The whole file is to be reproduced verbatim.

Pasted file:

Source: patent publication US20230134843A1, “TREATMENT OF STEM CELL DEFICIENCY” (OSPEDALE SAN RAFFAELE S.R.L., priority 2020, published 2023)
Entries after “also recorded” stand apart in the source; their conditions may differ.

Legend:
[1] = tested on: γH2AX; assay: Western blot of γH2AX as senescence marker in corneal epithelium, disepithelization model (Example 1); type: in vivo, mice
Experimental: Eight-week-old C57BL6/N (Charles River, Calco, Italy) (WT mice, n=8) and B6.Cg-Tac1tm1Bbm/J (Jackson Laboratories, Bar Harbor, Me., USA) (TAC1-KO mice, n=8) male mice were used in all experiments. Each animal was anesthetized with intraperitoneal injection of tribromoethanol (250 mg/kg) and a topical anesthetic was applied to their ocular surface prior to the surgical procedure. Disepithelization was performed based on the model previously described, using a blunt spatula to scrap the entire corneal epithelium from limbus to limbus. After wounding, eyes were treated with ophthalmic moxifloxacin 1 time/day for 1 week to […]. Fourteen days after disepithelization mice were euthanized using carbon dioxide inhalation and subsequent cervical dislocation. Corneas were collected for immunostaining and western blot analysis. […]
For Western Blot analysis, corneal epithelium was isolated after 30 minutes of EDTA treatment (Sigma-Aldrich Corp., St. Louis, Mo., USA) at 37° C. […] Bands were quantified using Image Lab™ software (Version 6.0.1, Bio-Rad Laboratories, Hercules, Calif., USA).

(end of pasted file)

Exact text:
Source: patent publication US20230134843A1, “TREATMENT OF STEM CELL DEFICIENCY” (OSPEDALE SAN RAFFAELE S.R.L., priority 2020, published 2023)
Entries after “also recorded” stand apart in the source; their conditions may differ.

Legend:
[1] = tested on: γH2AX; assay: Western blot of γH2AX as senescence marker in corneal epithelium, disepithelization model (Example 1); type: in vivo, mice
Experimental: Eight-week-old C57BL6/N (Charles River, Calco, Italy) (WT mice, n=8) and B6.Cg-Tac1tm1Bbm/J (Jackson Laboratories, Bar Harbor, Me., USA) (TAC1-KO mice, n=8) male mice were used in all experiments. Each animal was anesthetized with intraperitoneal injection of tribromoethanol (250 mg/kg) and a topical anesthetic was applied to their ocular surface prior to the surgical procedure. Disepithelization was performed based on the model previously described, using a blunt spatula to scrap the entire corneal epithelium from limbus to limbus. After wounding, eyes were treated with ophthalmic moxifloxacin 1 time/day for 1 week to […]. Fourteen days after disepithelization mice were euthanized using carbon dioxide inhalation and subsequent cervical dislocation. Corneas were collected for immunostaining and western blot analysis. […]
For Western Blot analysis, corneal epithelium was isolated after 30 minutes of EDTA treatment (Sigma-Aldrich Corp., St. Louis, Mo., USA) at 37° C. […] Bands were quantified using Image Lab™ software (Version 6.0.1, Bio-Rad Laboratories, Hercules, Calif., USA).